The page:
This brings me to the second goal: to be part of a new and more democratic public sphere. I have been for thirty years a person enthusiastic about the possibilities and often the realities of online culture. I am losing that enthusiasm rapidly. It’s not just that all the old problems are now vastly greater in scope and more ominous by far in the threat they can pose to participants in digital culture, but that there are new problems too. The threat to women, to people of color, to GLBQT people, is bigger by far, but even as someone who has all sorts of protections, I find myself unnerved by online discussion, by its volatility and speed, by the ways that groups settle on intense and combative interpretations and then amplify both. I remember only dimly that for a long time I saw myself as trying to create bridges in conversations to online conservatives. With a blessed few exceptions, those conversations mostly felt like agreeing to trust Lucy to hold the football steady one more time, like being the mark in a long confidence game whose goal was to move the Overton window. What did I think I was doing talking to David Horowitz, for example? Or writing critiques of ACTA reports as if anyone writing them cared remotely about evidence or accuracy? And yet I’m not feeling that much more comfortable about online conversation with people with whom I ostensibly agree or among whom I have allegedly built up long reservoirs of trust. That sense of trust and social groundedness felt very real as recently as five years ago, but now it feels as if the infrastructures of online life could pull any foundation into wreckage in an instant without any individual human beings meaning or wanting to have that happen.
I almost thought to critically engage a recent wave of online attacks on a course being taught by my colleague here at Swarthmore. I even tried one engagement with a real person on Twitter and for a brief moment, I thought at least the points I was making were being read and understood. But the iron curtain of a new kind of cultural formation snapped down hard within three tweets, and it was difficult for me to even grasp who I had been talking to: a provocateur? an eccentric? a true believer? The rest of the social media traffic about the issue was rank with the stink of bots and 8chan-style troublemaking. Even when it was real people talking, even if I might be able to have a meaningful conversation with them in person if I happened to be in their physical presence, nothing good could come of online engagement, and many bad things could instead happen.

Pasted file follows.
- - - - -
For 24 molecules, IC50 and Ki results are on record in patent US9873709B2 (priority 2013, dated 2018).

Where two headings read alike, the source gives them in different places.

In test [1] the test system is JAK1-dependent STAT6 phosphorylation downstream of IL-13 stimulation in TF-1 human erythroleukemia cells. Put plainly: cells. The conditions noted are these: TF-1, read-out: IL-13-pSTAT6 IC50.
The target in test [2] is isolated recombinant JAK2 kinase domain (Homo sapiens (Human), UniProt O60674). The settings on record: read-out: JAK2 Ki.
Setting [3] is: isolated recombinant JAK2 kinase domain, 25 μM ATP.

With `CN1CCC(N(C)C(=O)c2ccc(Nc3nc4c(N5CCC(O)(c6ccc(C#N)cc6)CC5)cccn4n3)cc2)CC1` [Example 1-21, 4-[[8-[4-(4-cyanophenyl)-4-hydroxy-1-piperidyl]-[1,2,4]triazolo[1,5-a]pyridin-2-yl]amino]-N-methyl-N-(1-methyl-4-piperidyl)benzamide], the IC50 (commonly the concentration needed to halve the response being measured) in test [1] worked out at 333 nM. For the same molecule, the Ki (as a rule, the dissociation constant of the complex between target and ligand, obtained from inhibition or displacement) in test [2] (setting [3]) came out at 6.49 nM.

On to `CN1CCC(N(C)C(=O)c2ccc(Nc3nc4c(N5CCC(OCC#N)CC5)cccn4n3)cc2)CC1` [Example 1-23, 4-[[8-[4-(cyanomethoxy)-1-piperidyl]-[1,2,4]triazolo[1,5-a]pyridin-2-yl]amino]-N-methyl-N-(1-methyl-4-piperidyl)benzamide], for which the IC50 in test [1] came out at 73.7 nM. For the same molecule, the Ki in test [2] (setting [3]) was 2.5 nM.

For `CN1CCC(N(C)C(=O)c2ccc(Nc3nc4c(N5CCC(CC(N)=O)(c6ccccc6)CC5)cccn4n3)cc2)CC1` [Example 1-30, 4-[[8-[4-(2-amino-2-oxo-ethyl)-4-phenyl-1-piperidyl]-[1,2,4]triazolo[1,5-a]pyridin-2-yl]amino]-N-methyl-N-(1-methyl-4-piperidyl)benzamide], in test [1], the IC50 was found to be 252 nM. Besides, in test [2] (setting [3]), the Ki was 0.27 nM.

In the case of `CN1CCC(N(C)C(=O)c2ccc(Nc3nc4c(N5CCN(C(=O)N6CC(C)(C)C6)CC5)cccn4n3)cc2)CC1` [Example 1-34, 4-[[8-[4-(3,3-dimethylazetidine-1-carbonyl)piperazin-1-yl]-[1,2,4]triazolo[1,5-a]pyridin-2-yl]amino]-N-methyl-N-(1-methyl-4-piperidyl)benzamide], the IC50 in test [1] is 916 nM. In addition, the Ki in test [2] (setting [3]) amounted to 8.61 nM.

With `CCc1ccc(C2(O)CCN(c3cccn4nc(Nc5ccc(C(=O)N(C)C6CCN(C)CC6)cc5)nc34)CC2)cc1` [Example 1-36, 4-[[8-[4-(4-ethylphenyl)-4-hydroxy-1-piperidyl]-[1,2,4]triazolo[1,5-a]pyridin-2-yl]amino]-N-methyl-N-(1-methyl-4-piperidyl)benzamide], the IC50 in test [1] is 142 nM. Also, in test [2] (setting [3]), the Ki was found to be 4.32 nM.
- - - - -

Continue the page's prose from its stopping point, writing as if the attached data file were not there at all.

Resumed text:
So I need to think anew: what is this space for? What’s left to say? Public debate, per se, is dead. Being a diarist might not be, but I will need to find ways to undam the river of my own voice.
I am sorry to read this — but not completely surprised.
I have enjoyed your blog and your writing voice for several years. I generally find your posts interesting and though-provoking. I have also noticed that it seems like the space for that sort of blogging is constricting. I hoped that it was just a sign that I, as a reader, am not finding new blogs which are interested in mulling over open-ended questions, but perhaps the interest and audience for that is shrinking.
I know this is not what you are requesting, but multiple times you have helped me think more deeply or from a different angle about an issue that was troubling me. I have been sorry to have less of your voice recently. So, whatever you decide, thank you.
So I lost my blogging voice for most of 2017. And then I found it. I hope that happens for you, though obviously through happier circumstances. Let’s grab a drink.
I am glad to hear that you are going to make another try to talk to us.
“Public debate, per se, is dead.” I don’t think it was ever alive. The tyranni of the world are delighted when the democrati of the world want to debate. When Huxley debated Wilberforce, I doubt any minds were changed, they may have been clarified and their arguments strengthened, but not changed.
Debate in Congress is a joke, unless there is someone looking on who holds some sort of hammer–which almost never happens.